24/10/2012

Tips for using Highlight Mica (Pixie Dust)


Here is a quick tutorial on using highlight mica/pixie dust. This post focuses on a couple of great tips to help you get good coverage of your bead.

Step 1 Make your bead, any shape and style you like best. I like to use highlight mica with pale transparent glass colours best and think simple shapes are most effective. Prepare a generous mound of highlight mica ready on a heat proof dish sited quite close to your torch.
Step 2 Heat your bead until it is glowing but not yet distorting. Getting your bead very hot is important as the Pixie dust will only stuck as a fine layer to the hot surface of the bead, if your bead is too cool then the fine mica powder will not stuck at all. Any extra powder that is picked up as a thicker layer will be washed off during your normal bead cleaning process.
Step 3 Work quickly and roll your bead in plenty of  highlight mica powder. Having the dish close to torch will help you to get good coverage as the bead surface will have less time to cool as you move it over to the powder. Having a deep mound heaped up will help you to get a good coverage of mica near the bead holes.
Step 4 Warm your bead up again gently before garaging, use only the very tip of the flame as highlight mica is easy to scorch and looks really grotty and horrid when you that has happened. Unlike when working with frits or glass powders you really only get one chance to cover the whole surface of your bead with mica as heating the bead to glowing for a second pass will burn the mica already applied.

Tempting though it may be to take a short cut, never ever dip a hot bead into a plastic pot full of mica as melted plastic may give off toxic fumes. If you would prefer to dip your beads in mica rather than roll them through powder on a heat proof surface then you will need to transfer your powder to a heat proof container first.

Please use the same caution when working with mica as you would when working with other fine powders and frits, I recommend wearing a dust mask when handling mica powder.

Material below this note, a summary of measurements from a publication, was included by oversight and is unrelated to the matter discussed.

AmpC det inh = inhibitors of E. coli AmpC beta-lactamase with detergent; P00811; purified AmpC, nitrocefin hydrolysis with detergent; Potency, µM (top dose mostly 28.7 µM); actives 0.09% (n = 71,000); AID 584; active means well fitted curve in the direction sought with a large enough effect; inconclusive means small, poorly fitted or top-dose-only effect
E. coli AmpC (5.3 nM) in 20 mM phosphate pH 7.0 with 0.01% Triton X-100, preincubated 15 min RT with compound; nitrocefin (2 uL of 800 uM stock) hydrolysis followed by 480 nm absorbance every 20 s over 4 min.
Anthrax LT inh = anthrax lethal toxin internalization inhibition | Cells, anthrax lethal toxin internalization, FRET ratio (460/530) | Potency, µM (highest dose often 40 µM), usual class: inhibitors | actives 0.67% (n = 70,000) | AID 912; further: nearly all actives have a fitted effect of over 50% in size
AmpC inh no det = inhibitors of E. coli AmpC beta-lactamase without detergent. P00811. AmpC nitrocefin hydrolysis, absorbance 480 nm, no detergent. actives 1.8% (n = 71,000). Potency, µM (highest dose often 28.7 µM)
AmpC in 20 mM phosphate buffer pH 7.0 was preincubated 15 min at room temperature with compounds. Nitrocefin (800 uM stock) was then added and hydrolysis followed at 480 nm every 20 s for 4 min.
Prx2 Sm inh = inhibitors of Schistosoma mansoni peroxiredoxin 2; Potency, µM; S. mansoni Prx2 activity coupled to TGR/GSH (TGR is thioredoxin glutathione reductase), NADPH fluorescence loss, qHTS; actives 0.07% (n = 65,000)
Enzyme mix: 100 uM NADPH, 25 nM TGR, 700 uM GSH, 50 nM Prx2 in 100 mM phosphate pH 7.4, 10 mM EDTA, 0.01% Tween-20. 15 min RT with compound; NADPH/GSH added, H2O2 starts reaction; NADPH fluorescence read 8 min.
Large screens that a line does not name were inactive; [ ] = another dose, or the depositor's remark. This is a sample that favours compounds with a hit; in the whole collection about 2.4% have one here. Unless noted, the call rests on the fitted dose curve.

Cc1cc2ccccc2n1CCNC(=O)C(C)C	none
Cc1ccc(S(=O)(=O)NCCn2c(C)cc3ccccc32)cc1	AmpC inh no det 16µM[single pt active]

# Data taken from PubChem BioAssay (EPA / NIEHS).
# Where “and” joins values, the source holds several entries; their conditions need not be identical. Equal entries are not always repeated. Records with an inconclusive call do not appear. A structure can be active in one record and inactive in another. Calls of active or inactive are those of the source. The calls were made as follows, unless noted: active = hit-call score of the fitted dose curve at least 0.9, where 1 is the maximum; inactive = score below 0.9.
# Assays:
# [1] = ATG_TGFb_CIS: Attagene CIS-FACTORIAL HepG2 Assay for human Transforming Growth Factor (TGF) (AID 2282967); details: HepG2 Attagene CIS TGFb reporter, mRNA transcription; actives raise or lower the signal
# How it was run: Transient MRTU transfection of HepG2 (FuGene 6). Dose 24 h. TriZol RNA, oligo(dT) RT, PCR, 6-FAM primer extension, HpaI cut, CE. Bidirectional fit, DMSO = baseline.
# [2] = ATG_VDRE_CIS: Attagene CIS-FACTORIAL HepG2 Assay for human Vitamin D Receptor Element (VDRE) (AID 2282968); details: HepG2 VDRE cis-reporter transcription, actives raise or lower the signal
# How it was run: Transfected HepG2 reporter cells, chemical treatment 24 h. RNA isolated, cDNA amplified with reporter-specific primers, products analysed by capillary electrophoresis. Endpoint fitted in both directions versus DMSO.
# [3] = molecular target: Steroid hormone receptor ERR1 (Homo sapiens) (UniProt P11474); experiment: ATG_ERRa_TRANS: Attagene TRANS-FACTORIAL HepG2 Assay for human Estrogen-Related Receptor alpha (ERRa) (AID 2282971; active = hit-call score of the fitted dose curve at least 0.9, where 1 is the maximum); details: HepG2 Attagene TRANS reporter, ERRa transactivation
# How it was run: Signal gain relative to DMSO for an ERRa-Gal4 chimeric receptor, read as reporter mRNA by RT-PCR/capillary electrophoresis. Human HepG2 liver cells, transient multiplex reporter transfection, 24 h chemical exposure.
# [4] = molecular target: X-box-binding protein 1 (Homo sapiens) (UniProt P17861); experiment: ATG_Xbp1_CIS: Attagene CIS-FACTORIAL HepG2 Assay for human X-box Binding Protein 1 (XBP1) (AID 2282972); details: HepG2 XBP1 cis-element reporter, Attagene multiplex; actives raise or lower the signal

Jolene x

Frit N Chips lampwork supplies Kitzbitz Art Beads Buzzword Bracelet Beads

4 comments:

  1. someday - I may just be coming back here to look really close at all your tutorials! So sweet of you to share all this info!

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    1. Mwahahahaha I'd love to addict you to lampwork :-D For what is is worth Kris I think you'd be a natural, you have such an eye for detail.

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  2. So what do you do if you want the mica to have heavier coverage than just the first dip allows? Thanks for your help.

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    1. Good question, mica only sticks as a fine layer to the hot tacky surface of the glass. You can imagine it as the hot glass equivalent to rolling a truffle through cocoa powder, once it has stopped being sticky it stops picking up cocoa. Reheating to pick up another layer of mica will not give you the look of heavier coverage, but will burn the original layer of mica. Any mica picked up that did not come into direct contact the hot tacky surface of your bead will just wash off when you clean you beads. The only trick to practice is to try to get a smooth even coverage first time so that your bead does not look patchy. You can heavily etch any beads that you are happy with the coverage on to make them more useable.

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